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Diagnosis of Unipolar Depression Following Initial Identification of Bipolar Disorder: A Common and Costly Misdiagnosis

J Clin Psychiatry 2008;69(5):749-758

Background: Bipolar disorder is challenging to diagnose in medical practice.

Objectives: Our objectives were (1) to determine the rate of depression misdiagnosis in patients previously diagnosed with bipolar disorder in administrative claims, (2) to determine the resulting increased treatment costs, and (3) to verify the misdiagnoses in the medical charts for a subset of patients.

Method: We employed cohort analysis using claims from a large, commercial, U.S. health plan from January 2001 through December 2003. Inclusion criteria included 2 bipolar disorder diagnoses (ICD-9-CM criteria), continuous enrollment for 1 year before and after initial bipolar disorder diagnosis, age 18-64 years, and a pharmacy benefit. Propensity scoring was used to control for differences between patients with and without 2 depression diagnoses in the year following their bipolar disorder diagnosis. Medical charts were obtained for 100 patients, including 76 with a bipolar disorder diagnosis chart from one provider and a depression diagnosis chart from a second provider.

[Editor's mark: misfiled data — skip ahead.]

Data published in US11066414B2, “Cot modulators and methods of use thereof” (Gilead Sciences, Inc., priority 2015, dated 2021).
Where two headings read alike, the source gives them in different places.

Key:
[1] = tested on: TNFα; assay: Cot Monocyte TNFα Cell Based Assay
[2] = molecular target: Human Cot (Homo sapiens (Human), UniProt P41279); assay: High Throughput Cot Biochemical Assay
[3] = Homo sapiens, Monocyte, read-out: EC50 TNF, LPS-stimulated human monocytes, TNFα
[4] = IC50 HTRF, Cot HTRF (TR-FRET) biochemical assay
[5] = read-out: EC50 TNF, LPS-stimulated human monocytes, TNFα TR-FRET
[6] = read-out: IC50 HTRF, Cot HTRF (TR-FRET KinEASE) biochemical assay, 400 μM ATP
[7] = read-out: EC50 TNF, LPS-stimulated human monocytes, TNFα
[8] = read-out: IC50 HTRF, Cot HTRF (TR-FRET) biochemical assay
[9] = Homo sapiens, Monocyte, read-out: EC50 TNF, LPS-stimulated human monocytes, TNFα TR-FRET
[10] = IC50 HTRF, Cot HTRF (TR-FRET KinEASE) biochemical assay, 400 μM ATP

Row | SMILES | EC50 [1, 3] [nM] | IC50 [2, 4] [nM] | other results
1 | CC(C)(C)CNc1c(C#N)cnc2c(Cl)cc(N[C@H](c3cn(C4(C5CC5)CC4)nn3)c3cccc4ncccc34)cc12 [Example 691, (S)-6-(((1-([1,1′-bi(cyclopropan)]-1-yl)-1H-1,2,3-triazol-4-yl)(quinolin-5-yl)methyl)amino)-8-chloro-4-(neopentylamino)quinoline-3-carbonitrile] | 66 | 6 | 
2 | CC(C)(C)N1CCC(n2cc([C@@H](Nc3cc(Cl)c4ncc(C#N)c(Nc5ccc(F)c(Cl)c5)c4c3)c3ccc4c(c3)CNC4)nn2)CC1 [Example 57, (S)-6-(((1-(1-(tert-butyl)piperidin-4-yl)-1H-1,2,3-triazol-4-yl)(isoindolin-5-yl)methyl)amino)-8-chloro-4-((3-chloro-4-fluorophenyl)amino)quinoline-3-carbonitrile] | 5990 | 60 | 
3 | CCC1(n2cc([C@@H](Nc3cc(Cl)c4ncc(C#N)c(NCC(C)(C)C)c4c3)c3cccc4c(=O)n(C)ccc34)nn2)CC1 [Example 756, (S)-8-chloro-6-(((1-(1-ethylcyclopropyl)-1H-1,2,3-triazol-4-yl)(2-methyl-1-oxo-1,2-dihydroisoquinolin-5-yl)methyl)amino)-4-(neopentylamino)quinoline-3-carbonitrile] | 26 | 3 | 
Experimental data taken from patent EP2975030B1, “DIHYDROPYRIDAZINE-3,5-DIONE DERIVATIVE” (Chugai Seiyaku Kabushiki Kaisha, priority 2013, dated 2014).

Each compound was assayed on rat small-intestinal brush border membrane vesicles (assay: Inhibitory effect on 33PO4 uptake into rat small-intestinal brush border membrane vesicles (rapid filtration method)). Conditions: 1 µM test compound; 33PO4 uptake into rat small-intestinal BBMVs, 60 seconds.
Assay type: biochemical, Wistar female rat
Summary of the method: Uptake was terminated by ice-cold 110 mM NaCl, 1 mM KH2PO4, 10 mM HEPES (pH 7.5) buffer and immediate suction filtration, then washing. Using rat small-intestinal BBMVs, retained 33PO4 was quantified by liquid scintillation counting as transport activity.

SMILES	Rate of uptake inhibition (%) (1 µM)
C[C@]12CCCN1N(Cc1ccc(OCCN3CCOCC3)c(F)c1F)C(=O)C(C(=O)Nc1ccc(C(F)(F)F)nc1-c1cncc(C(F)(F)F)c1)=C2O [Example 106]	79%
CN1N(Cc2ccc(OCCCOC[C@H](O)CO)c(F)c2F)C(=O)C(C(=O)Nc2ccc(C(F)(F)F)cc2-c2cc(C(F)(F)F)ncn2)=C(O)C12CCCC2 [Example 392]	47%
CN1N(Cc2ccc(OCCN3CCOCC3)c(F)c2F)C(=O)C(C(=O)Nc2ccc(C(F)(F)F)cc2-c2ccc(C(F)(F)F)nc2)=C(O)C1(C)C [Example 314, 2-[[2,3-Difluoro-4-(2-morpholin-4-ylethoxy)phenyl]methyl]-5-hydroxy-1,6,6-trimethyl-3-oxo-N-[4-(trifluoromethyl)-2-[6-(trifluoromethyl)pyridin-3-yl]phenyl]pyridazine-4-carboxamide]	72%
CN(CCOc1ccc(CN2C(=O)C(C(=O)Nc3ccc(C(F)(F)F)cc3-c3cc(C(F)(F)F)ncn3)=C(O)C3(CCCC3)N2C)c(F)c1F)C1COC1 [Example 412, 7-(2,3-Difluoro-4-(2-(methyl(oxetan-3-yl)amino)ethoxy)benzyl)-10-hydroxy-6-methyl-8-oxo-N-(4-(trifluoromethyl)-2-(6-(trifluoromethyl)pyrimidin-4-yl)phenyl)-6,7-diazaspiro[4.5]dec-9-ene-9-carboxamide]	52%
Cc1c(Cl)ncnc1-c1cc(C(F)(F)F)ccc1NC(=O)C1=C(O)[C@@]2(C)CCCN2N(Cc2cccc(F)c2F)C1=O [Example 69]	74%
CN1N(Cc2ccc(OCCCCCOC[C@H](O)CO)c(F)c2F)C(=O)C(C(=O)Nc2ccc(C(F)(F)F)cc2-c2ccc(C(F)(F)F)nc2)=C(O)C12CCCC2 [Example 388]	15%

Results: Of 3119 bipolar disorder patients meeting inclusion criteria, 857 (27.5%) had subsequent depression misdiagnoses during the follow-up year. These patients had 1.82 times more psychiatric hospitalizations and 2.47 times more psychiatric emergency room visits. For 673 patients (78.5%), a different provider gave the depression misdiagnosis. Annual per-patient treatment costs were significantly higher (p < .001) for those diagnosed with depression ($12,594) than for those not ($9405). In the chart review, both the bipolar disorder and subsequent depression diagnoses were confirmed for 65.8% (50/76) of the patients who had charts from 2 different providers.

Conclusions: More than one quarter of individuals diagnosed with bipolar disorder received an ostensible depression misdiagnosis during the follow-up period. Significant (p = .001) increases in psychiatric inpatient hospitalization suggest that improvements in the continuity of care could improve outcomes and reduce costs.